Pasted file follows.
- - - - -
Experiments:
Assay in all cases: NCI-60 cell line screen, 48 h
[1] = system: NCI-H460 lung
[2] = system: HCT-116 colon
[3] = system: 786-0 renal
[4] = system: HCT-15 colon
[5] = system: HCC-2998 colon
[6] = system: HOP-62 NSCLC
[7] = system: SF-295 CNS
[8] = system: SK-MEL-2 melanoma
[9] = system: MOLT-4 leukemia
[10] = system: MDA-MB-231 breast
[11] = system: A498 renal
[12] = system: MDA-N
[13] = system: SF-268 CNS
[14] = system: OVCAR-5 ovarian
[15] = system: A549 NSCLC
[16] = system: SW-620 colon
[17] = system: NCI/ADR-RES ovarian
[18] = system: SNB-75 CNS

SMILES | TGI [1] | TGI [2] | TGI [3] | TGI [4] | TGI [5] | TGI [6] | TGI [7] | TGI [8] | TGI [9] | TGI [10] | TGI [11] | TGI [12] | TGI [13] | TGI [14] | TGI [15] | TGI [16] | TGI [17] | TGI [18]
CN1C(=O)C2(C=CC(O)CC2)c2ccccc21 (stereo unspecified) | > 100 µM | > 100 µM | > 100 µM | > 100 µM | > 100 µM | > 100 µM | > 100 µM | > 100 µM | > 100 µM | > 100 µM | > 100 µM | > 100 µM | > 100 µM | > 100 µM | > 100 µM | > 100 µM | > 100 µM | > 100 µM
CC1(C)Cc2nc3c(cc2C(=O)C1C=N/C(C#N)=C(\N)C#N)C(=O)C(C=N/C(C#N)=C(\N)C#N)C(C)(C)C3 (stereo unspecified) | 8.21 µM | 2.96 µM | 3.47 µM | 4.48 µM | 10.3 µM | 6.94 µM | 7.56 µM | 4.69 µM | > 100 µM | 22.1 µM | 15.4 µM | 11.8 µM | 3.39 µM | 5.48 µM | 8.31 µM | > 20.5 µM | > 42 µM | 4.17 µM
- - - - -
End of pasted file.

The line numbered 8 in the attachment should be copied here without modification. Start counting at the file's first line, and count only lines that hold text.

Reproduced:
[6] = system: HOP-62 NSCLC